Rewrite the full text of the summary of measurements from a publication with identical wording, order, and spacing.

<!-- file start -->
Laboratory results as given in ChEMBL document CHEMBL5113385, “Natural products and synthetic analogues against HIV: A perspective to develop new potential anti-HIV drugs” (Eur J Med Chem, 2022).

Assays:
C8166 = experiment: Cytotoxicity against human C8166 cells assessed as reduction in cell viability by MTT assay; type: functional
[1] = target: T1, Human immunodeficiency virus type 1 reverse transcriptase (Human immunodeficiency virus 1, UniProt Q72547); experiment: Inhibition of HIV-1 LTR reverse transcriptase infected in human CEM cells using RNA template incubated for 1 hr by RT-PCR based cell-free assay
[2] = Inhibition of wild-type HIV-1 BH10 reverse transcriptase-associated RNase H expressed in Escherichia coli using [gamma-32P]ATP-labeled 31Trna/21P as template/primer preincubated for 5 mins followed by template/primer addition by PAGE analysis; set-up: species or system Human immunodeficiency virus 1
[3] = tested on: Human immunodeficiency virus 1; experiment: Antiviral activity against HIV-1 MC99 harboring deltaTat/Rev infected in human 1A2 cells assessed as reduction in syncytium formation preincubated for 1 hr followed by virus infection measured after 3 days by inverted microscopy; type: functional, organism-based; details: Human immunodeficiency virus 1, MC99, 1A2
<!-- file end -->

Laboratory results as given in ChEMBL document CHEMBL5113385, “Natural products and synthetic analogues against HIV: A perspective to develop new potential anti-HIV drugs” (Eur J Med Chem, 2022).

Assays:
C8166 = experiment: Cytotoxicity against human C8166 cells assessed as reduction in cell viability by MTT assay; type: functional
[1] = target: T1, Human immunodeficiency virus type 1 reverse transcriptase (Human immunodeficiency virus 1, UniProt Q72547); experiment: Inhibition of HIV-1 LTR reverse transcriptase infected in human CEM cells using RNA template incubated for 1 hr by RT-PCR based cell-free assay
[2] = Inhibition of wild-type HIV-1 BH10 reverse transcriptase-associated RNase H expressed in Escherichia coli using [gamma-32P]ATP-labeled 31Trna/21P as template/primer preincubated for 5 mins followed by template/primer addition by PAGE analysis; set-up: species or system Human immunodeficiency virus 1
[3] = tested on: Human immunodeficiency virus 1; experiment: Antiviral activity against HIV-1 MC99 harboring deltaTat/Rev infected in human 1A2 cells assessed as reduction in syncytium formation preincubated for 1 hr followed by virus infection measured after 3 days by inverted microscopy; type: functional, organism-based; details: Human immunodeficiency virus 1, MC99, 1A2